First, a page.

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My Capped Value is Less Than My Market Value. Why Protest?

February 15, 2020

Because reducing your Market Value -- even if not below your Capped (or Assessed) Value will pay dividends in the long run.  Failing to do so can be very costly as soon as your Capped Value expires.Market Value is what the market will support regardless of last year's value, and Assessed (or "Capped") Value is limited to a ten percent per annum increase since the last re appraisal.  So if your Market Value went up by 20% (say, from $500,000 to $600,000) your Assessed (or Capped) Value would increase  that year only 10% to $550,000.  Suppose you can reduce Market Value this year only from $600,000 to $550,000.  You will save no tax money this year despite the Market Value reduction.  Why bother?

Because a successful protest produces dividends indefinitely in the future.  Capped values eventually run out; they  increase 10% per year up to your then Market Value.   That $50,000 Market Value reduction foregone will cost you money as long as you own the property because future Market Values will be that much higher after the capped limitation runs out.  And future increases -- which are typically a percentage applied to the prior year's value -- will come from a higher base.  If you hire Property Tax Protest for a 1% fee (based on Market Value reduction) wouldn't you invest, say, $500 (1% of a $50,000 reduction) to save $1,250 (2.5% tax rate applied to that same reduction) per year starting next year and continuing as long as you own the property?  It's a better investment than anything else available if you plan to keep the property more than one more year.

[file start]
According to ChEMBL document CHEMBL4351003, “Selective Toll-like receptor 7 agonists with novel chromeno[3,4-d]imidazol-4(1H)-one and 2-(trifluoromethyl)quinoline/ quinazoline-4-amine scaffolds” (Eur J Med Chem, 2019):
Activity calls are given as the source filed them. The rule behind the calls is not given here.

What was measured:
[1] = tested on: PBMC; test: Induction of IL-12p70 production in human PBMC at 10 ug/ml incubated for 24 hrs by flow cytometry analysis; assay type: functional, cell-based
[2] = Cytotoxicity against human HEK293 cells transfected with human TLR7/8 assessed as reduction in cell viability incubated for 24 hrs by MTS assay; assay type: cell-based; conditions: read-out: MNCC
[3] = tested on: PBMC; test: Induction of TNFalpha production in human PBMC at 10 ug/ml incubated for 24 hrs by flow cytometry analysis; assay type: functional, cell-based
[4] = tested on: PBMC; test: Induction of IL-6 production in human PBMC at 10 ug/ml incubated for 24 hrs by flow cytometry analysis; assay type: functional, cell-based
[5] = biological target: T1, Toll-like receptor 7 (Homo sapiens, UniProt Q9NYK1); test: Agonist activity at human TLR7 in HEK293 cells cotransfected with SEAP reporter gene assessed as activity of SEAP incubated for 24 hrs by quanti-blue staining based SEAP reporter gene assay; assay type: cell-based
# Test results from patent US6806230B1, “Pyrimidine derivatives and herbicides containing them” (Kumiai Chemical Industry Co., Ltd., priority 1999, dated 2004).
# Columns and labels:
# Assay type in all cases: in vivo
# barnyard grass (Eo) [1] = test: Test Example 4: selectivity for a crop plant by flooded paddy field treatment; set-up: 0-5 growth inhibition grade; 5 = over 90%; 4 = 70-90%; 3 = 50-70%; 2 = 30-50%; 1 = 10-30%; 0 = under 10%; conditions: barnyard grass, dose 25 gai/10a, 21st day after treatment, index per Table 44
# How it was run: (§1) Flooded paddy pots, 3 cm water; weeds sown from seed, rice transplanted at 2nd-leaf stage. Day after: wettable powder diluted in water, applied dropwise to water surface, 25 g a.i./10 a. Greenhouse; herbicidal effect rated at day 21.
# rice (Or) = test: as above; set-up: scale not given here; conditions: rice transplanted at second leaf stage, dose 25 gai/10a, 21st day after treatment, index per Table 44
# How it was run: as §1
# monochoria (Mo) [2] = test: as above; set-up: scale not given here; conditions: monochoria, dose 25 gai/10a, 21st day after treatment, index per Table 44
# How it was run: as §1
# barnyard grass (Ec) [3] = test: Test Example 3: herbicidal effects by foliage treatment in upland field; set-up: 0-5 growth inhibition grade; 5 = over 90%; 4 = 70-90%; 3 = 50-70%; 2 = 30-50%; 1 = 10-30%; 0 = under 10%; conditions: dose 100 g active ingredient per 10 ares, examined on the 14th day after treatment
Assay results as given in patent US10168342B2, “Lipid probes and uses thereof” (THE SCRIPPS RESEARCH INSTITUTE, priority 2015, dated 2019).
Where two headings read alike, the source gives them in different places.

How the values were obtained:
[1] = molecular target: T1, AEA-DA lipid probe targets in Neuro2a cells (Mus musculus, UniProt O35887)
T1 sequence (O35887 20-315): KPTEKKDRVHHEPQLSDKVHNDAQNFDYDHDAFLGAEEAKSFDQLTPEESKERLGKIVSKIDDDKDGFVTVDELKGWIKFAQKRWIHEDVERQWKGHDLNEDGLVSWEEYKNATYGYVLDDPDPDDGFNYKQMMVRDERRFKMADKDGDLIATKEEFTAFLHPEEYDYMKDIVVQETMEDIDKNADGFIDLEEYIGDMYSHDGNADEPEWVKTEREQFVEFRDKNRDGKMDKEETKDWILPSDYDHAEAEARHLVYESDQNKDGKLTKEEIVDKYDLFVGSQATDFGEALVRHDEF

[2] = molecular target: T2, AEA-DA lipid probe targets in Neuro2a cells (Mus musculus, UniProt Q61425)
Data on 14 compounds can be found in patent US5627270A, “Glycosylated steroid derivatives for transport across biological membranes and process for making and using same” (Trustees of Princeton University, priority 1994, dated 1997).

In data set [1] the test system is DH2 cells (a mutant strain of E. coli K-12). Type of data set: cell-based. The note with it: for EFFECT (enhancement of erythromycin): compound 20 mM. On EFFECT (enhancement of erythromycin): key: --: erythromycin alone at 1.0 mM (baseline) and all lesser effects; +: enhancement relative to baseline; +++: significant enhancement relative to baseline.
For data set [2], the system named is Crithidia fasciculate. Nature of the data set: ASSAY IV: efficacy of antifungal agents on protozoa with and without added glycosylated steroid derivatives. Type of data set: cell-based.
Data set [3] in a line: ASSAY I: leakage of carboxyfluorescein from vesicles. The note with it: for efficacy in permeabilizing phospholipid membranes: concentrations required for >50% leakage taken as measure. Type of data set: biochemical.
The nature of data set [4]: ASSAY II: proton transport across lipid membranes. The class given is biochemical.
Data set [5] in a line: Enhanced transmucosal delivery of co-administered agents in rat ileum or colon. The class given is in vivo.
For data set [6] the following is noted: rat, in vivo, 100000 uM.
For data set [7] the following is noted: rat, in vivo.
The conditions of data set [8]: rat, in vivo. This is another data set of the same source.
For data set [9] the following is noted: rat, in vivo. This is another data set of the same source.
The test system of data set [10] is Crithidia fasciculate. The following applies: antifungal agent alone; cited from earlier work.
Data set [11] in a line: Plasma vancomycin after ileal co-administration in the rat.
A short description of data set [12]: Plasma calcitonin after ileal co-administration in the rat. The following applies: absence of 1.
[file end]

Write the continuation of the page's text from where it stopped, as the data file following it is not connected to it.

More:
Of course, if we reduce Market Value below your current Assessed (or Capped) Value there will be monetary savings starting this year and continuing as long as you own the property.To sign up, simply return these two Documents. Send no money.

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